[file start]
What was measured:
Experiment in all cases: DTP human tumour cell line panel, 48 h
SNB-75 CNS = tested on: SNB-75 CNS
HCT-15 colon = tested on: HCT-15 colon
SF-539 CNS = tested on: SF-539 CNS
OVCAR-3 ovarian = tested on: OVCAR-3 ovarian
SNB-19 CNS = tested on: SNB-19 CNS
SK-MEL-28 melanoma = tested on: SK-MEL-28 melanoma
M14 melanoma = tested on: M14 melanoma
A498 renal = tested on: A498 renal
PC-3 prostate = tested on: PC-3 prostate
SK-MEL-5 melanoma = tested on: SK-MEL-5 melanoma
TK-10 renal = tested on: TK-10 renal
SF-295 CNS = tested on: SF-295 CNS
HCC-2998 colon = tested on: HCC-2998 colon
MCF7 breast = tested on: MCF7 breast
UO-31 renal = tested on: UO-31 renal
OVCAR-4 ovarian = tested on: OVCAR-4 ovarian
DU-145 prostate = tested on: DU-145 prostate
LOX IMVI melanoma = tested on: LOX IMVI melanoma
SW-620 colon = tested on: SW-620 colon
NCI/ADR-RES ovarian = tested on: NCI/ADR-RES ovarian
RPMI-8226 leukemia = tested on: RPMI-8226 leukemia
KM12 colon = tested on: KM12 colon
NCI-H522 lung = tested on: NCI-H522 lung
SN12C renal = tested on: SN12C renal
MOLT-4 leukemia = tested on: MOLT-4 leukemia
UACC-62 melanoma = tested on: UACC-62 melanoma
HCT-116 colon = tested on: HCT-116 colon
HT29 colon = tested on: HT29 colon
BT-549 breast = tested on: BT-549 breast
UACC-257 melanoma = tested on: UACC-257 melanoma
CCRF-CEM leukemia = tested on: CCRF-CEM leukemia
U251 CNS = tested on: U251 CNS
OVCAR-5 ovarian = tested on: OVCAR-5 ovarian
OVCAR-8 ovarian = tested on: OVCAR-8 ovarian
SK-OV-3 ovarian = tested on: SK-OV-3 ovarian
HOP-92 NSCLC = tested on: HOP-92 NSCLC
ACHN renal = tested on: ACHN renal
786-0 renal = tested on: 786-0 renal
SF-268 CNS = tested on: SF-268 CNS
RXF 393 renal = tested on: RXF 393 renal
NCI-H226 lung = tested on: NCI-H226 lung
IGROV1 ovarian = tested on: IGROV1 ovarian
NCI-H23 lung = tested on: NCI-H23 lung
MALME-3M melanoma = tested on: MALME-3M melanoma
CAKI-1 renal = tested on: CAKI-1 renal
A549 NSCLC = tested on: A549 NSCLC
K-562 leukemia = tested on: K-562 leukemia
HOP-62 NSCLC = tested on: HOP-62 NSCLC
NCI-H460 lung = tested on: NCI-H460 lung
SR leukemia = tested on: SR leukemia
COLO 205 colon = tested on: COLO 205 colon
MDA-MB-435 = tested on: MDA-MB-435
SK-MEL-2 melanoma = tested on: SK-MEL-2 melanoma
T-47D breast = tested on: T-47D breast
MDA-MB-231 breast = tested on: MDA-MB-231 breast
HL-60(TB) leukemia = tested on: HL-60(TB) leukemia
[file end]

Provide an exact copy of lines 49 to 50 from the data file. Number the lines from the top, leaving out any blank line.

K-562 leukemia = tested on: K-562 leukemia
HOP-62 NSCLC = tested on: HOP-62 NSCLC